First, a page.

Scratched onto the back of the envelope containing my review copy of Corrina Steel’s new album Borrowed Tunes in the publicist’s handwriting was the phrase “This is the coolest country album you will hear for a while.”

Maybe a little apprehensive that I was not a country fan per se, maybe just moved to add her opinion (she is that cooler sort of PR that actually has passion for music beyond press-friendly platitudes and bums-on-seats), the phrase was so prescient that I almost used it – short and sweet – as my full review for Borrowed Tunes.

But being a lover of words – and quite taken with this beautiful record – I have a few more to say about it.

corrina steel02

Firstly, despite being named by her parents after the Merle Haggard song, Corrina Steel is not a country artist, nor is this a country album. Or if she is and it is, it is Country after Punk, after Classic FM rock, after The Fall.

Hell, it even has an Iggy Pop tune on it ( a duskily plaintive ‘I Wanna Be Your Dog’) and was conceived into being by jamming Rod Stewart‘s pretty dire 1977 hit ‘Hot Legs’ at a party (a song that  didn’t make the final cut of Borrowed Tunes – even though I would have loved to hear what Steel and simpatico guitarist/accompanist Mike Anderson would have done with it).

As you may have guessed Borrowed Tunes is an album of Steel and Anderson’s take on a range of covers. A wide range, lasso’ing in punk, pop, Primal Scream (‘Damaged’) and – yes – Country. Steel says of the project “Our only rule was that there are no rules. Nothing was too corny, nothing was too cool… “

The inclusion of show-biz kid Peter Allen‘s sappy ‘Tenterfield Saddler’ – usually performed by a weepy, spangled Allen in front of a phalanx of Vegas showlgirls – proves how wide the lasso was cast. And yet, the spare and lovely arrangement brings out the true sweetness of what is – on this new listening – a touching and true song of affection and love.corrina steel01

This is true of every borrowed tune on Borrowed Tunes – the perfectly weighted accompaniments (often only Anderson’s acoustic and Steel’s voice, with maybe a sprinkle of mandolin, violin or Rhodes) really let the song do the talking. And this is where the ‘Country’ approach – possibly the most song-oriented music we have – works seamlessly and beautifully across every track.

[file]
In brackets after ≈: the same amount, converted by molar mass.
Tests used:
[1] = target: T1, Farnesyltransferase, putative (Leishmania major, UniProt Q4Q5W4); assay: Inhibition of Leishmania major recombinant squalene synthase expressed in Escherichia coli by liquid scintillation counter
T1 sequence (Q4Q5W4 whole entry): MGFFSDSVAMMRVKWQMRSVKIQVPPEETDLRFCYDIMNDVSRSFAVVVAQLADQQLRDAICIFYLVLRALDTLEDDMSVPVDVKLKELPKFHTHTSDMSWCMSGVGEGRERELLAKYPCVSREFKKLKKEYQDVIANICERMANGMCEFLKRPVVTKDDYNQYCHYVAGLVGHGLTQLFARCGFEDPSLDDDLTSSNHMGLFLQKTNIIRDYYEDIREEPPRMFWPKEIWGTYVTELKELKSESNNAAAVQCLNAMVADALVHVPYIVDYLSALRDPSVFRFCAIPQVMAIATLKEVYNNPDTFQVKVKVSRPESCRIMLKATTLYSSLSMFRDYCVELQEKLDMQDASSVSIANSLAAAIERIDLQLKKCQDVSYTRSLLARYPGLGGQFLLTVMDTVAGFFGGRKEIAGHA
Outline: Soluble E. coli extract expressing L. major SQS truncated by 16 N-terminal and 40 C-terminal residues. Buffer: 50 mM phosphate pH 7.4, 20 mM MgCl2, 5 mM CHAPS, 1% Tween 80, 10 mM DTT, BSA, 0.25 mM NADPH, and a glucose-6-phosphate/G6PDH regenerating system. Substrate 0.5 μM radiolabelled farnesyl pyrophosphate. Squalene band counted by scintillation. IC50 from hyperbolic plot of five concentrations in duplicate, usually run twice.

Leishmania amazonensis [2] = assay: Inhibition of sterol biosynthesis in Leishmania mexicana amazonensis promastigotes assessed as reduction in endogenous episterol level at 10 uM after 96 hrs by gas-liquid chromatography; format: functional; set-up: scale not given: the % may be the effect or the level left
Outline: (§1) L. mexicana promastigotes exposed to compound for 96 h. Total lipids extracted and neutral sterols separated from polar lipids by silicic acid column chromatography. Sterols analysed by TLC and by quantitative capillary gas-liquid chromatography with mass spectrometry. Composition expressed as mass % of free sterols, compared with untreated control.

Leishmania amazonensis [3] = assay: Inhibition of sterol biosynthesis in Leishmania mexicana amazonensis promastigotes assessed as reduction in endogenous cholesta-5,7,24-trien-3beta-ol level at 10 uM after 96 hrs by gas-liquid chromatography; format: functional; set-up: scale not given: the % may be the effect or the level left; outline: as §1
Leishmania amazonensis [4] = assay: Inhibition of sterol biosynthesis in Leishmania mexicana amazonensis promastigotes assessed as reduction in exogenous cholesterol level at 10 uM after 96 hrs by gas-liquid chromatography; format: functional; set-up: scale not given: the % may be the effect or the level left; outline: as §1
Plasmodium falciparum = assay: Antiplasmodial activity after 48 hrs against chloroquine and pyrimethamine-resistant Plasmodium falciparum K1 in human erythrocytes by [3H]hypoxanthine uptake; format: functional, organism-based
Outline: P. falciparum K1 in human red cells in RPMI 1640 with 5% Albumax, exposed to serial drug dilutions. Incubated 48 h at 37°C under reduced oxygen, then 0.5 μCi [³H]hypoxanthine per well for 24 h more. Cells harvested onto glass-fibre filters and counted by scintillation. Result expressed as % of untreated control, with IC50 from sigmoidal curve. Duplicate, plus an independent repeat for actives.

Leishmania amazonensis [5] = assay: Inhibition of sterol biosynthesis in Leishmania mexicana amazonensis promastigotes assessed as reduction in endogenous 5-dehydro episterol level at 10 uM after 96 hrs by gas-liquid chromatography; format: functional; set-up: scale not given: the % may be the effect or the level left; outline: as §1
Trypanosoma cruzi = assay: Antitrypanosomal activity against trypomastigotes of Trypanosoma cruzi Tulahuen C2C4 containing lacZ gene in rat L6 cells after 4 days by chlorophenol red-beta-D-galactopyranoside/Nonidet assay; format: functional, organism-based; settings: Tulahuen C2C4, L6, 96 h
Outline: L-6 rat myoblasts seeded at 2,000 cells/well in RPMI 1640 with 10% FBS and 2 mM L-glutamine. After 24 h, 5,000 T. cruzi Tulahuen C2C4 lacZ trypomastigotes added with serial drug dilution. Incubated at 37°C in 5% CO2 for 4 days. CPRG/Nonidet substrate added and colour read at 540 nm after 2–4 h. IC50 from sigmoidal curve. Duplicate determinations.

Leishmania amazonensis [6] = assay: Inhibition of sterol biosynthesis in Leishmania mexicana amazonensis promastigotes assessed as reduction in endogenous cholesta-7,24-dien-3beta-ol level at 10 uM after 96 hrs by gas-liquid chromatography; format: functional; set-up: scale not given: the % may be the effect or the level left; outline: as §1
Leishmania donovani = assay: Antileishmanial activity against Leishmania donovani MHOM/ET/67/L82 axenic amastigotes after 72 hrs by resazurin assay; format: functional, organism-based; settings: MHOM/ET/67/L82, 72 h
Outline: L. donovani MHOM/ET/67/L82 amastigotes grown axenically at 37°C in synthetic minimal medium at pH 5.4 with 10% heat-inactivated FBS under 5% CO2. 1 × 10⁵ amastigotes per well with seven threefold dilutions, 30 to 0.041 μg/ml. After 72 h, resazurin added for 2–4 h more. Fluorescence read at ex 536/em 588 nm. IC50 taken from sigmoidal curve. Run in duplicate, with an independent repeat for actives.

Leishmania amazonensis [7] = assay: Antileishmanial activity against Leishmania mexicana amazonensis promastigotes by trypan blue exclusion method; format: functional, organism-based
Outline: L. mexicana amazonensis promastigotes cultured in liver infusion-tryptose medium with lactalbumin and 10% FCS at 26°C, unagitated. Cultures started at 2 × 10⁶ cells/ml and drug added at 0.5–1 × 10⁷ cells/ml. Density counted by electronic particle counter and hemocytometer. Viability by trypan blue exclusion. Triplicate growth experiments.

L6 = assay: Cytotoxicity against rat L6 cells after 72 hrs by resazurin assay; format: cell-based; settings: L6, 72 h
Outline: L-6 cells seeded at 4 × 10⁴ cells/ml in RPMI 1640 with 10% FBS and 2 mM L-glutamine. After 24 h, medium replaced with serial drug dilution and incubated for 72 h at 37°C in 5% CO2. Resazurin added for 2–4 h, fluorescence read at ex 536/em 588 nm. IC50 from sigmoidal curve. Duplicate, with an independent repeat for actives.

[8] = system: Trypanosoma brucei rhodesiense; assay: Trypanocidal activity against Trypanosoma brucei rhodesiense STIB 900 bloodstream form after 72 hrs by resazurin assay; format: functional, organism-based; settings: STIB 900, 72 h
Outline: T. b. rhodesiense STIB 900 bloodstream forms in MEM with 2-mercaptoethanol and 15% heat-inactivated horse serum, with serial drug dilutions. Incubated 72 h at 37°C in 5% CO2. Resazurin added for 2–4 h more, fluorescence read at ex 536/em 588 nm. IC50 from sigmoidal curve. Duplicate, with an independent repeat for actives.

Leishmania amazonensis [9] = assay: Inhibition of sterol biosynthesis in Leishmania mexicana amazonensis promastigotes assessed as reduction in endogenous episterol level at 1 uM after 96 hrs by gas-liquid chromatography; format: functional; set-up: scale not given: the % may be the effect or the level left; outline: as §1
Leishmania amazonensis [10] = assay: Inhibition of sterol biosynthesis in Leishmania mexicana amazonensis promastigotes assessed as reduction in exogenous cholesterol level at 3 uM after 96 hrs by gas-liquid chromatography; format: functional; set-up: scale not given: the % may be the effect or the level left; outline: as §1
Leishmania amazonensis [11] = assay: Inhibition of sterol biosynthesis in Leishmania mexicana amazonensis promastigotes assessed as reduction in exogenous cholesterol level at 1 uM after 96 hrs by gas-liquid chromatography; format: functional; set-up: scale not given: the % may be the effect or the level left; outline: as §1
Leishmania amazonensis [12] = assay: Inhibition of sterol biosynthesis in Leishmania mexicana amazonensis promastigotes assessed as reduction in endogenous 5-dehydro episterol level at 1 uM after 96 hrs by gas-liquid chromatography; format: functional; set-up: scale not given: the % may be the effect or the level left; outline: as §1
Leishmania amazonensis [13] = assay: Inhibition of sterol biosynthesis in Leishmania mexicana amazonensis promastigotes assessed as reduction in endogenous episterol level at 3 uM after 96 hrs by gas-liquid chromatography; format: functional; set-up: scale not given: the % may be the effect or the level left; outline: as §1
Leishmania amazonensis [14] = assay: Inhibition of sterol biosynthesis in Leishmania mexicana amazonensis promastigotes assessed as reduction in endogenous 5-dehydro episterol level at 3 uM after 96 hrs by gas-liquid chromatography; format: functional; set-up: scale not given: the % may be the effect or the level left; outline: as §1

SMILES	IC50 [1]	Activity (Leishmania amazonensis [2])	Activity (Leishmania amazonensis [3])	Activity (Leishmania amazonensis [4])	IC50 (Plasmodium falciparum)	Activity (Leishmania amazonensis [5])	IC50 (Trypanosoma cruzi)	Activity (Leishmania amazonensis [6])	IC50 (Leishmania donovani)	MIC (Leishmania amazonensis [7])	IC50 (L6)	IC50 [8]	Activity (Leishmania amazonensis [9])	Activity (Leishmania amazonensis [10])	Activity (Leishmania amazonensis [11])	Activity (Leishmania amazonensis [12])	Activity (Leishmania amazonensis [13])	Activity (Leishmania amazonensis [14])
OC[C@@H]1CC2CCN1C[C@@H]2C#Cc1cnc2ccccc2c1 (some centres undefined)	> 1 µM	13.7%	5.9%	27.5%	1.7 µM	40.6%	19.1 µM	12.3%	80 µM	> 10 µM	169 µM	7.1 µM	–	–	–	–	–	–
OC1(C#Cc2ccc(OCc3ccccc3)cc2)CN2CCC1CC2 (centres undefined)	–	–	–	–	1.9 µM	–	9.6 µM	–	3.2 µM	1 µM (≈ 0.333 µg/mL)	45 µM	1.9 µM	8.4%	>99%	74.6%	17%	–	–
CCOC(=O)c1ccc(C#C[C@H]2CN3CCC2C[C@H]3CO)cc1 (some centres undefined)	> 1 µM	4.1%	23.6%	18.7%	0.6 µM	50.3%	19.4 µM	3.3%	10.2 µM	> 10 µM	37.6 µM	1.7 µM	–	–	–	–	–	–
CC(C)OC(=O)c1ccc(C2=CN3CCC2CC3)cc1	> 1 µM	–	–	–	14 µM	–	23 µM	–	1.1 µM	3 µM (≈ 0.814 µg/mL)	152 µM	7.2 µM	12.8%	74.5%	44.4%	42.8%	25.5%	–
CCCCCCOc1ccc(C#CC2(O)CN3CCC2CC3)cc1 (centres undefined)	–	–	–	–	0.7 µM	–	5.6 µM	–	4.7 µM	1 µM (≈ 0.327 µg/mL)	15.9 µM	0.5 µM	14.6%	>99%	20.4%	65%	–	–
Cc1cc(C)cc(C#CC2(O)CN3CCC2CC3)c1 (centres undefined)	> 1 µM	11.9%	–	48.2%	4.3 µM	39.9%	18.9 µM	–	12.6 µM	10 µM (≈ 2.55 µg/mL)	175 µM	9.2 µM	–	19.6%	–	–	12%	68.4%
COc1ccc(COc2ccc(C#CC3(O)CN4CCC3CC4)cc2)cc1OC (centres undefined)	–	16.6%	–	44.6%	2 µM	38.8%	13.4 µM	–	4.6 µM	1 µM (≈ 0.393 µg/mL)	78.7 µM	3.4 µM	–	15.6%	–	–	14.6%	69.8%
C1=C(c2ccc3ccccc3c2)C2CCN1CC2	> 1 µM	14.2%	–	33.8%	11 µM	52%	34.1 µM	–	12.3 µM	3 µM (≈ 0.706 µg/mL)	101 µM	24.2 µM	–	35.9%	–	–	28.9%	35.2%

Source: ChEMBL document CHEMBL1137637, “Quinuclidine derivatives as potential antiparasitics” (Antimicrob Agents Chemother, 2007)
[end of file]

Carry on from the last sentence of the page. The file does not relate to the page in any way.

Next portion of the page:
Monkee Mike Nesmith‘s pop-country gem ‘Different Drum’ loses a lot of its hit parade gloss under this new sparse arrangement – wrapping possibly one of Pop’s most wry lines “We’ll both live a lot longer, if you live without me” in a folky groove. Jim Webb‘s aching “Wichita Lineman” – possibly the single loveliest song I have ever heard – is given possibly the single loveliest  interpretation I can imagine.

A note here on Corrina Steel’s voice. There is a moment in one of the long, yearning notes in ‘…Lineman’s chorus where she breaks the long, beautifully held and controlled note with the slightest burr. It is a small thing, technically perfect yet emotionally devastating, and the mark of a truly remarkable vocalist. Yes, Country is the music of songs, but it is also the music of singers – George Jones et al – great singers.

Steel has been too often compared with Lucinda Williams but I can’t agree – Williams, though a singer of great depth, doesn’t ever really seem to utterly bare her soul, as Steel does with that little ‘…Lineman’ burr. The Sydney Morning Herald said that Steel’s voice has “the kind of force that knocks down flimsy buildings and men…”The Age agreed, hearing it as “dripping with sass, attitude and raw emotion”. I don’t – I usually run a mile from the blowsy, maneater, blues-mama types – and Corrina Steel’s depth and heart draws me in from note one. It is the restraint and tiny emotional increments that are irresistible.

And it doesn’t hurt of course that she – and Mike Anderson and Borrowed Tunes –  is so damn cool! Or, as someone smarter and waaaaay less wordy than me, said: “This is the coolest country album you will hear for a while.”

 

Published October 2013 on theorangepress.net

 

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